Beyond The Yucks – The Value Of Sex Research

E-mail Email Icon Print Print Icon
Reddit Digg StumbleUpon Delicious Bookmark

Should we assume that we know everything there is to know about sex? Don't be so sure...

Photo: Kinsey Institute

Friends may be a good source for sex information.

The “My Friends and I know everything we need to know about sex” attitude is a disturbing, anti-knowledge and anti-science attitude that has been around since Alfred Kinsey first published data on sex in America in the 1940’s.  In her review of a recent series on UK television (“The Sex Researchers”), Rachel Cooke seems to think that sex research has no value, and that her experience proves this: “..most people know exactly what they want and how to get it, and have done down through the ages.”

She accuses sex research of “clumsily invading what was once the province only of the poet.”   Substitute “the bible” or “god” for “poet” and you get an idea of the anti-science attitude that sex is mysterious and secretive, and not appropriate for study or analysis.  Granted, this TV series played right into that mentality, but a journalist/blogger should be able to discern between a sensationalized TV program and valid and serious research.

Advancing Sexual Health and Knowledge

Ms. Cooke seems utterly unaware of the health consequences of sexual decision-making, the struggles that people go through daily in their relationships and their personal lives.  Perhaps she is unaware of the impact that a diagnosis of cancer can have on a relationship, on self-esteem and on private lives.  Maybe her friends and the children of her friends have not been victims of sexual abuse or coercion, have only been pregnant when they wanted to and how they wanted to, have never been worried that they were HIV, or HPV, positive and just aren’t concerned about that sort of creepy thing.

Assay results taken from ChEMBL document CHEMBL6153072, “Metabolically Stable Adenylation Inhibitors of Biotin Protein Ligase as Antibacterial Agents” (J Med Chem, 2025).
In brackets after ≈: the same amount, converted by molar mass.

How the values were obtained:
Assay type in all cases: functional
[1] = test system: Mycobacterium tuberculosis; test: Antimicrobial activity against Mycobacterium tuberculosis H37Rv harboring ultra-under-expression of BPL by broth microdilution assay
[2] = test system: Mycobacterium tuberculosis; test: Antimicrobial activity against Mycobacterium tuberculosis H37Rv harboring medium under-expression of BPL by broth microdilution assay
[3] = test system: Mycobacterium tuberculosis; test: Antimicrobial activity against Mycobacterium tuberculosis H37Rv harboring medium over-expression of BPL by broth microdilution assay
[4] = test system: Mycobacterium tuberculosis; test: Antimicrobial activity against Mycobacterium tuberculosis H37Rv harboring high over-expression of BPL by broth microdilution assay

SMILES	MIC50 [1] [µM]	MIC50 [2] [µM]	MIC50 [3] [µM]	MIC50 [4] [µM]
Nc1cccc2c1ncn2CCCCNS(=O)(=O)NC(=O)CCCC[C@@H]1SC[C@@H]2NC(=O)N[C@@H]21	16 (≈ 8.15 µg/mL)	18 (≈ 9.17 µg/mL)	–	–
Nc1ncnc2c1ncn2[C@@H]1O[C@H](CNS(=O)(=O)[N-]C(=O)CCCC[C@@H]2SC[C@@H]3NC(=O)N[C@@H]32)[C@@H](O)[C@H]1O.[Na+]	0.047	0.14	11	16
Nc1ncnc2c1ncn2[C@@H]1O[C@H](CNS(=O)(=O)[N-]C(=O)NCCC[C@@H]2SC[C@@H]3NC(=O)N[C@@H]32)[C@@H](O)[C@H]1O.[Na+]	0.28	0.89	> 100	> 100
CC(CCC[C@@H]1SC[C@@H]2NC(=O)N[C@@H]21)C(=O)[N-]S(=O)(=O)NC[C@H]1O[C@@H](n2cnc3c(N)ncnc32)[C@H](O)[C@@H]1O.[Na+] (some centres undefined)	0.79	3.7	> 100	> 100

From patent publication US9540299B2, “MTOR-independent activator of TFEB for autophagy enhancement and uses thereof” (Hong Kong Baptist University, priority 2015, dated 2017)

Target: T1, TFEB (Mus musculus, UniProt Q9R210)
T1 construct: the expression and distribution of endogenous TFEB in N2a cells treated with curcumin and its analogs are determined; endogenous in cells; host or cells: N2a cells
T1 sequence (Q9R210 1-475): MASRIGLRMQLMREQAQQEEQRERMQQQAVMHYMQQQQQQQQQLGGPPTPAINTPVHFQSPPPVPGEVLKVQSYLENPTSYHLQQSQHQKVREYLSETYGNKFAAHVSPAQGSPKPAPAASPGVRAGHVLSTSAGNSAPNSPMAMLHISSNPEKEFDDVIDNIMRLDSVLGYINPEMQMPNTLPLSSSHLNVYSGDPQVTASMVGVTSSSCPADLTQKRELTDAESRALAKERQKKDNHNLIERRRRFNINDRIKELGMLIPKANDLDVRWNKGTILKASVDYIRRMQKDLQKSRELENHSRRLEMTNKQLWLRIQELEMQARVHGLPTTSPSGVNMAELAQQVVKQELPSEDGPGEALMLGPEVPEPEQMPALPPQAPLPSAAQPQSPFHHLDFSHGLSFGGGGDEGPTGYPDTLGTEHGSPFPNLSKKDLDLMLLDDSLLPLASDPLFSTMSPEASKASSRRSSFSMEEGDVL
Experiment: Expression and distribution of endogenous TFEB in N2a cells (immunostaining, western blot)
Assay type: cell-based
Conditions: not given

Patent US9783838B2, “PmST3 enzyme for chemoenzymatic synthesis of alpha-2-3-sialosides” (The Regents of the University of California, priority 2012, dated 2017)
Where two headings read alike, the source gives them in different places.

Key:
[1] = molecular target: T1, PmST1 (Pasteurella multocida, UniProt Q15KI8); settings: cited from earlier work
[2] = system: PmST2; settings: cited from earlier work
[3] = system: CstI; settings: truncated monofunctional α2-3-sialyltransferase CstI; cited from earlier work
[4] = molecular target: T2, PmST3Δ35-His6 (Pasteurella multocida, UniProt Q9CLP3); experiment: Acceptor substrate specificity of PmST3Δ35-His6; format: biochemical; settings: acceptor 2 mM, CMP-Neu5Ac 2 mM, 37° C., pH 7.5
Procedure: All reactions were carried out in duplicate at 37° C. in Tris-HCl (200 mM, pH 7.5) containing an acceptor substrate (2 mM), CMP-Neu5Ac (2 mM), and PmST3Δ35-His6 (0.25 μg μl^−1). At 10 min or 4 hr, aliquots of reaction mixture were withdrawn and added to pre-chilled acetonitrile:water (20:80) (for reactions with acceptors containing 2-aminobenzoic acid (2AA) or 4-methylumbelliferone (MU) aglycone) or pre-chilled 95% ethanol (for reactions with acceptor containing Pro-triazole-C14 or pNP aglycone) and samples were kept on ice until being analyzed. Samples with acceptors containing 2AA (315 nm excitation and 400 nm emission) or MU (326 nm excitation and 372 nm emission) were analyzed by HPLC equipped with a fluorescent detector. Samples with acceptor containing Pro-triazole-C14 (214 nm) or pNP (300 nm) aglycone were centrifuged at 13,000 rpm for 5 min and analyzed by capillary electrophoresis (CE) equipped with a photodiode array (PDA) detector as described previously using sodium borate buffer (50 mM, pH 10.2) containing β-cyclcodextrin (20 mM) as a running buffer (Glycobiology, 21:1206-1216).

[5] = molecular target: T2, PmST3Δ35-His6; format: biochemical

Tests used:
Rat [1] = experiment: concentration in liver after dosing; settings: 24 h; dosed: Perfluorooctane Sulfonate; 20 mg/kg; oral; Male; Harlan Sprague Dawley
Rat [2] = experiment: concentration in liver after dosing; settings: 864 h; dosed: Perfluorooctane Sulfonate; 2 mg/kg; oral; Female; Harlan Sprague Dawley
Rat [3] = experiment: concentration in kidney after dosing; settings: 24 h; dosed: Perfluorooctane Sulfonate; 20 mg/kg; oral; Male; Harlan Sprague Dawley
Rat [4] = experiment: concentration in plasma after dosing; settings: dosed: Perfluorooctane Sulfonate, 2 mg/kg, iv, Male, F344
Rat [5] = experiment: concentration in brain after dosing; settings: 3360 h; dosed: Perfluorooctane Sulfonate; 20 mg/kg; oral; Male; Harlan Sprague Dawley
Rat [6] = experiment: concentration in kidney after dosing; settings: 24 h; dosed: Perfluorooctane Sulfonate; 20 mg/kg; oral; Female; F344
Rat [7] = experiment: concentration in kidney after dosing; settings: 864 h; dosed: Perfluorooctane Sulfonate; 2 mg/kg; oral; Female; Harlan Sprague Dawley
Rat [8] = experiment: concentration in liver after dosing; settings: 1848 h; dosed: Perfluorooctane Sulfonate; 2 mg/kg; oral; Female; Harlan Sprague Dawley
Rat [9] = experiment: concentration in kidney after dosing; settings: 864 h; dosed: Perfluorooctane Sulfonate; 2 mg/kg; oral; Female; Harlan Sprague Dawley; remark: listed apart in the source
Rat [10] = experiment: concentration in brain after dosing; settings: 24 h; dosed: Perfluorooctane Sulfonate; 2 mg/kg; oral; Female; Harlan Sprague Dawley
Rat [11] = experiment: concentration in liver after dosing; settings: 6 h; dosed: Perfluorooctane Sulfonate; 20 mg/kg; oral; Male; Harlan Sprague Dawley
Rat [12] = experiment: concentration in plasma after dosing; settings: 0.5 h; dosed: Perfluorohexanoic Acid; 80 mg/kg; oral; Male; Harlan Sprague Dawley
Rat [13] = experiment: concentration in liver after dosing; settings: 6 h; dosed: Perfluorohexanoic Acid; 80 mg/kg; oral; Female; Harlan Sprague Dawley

Human behavior is hard to study.  There is no one approach or simple answer to the questions about what turns us on or off, or the pain and joys that go along with being sexual beings.  That doesn’t mean we shouldn’t try to make an positive impact, or provide research-based information to help people understand themselves and their relationships.

Sex research includes broad perspectives, including health, psychology, physiology, and culture.  There are differences in approaches, and understanding sexuality is not easy to do; this TV show played right into this with its racy, over-sexualized approach.  For those of you who are satisfied that you know everything you need to know, your journey stops here.  For the rest of us, we have much to learn and to share about this critical aspect of being human.

Jennifer Bass (M.P.H.)

is Director of Communications at The Kinsey Institute and founder of Kinsey Institute Sexuality Information Service for Students, now Kinsey Confidential.
More posts by this author »

Comments

  • http://kinseyconfidential.org/author/adrofish/ Adam Fisher

    “know exactly what they want and how to get it”

    I wonder where she comes up with this idea. I have worked with a LOT of people who really have no idea about what they really want, nor how to get it. Putting that issue aside even, as you said, there are MANY other reasons for sex research. Perhaps she has a limited view of all the different topics sex research covers (e.g. sex abuse).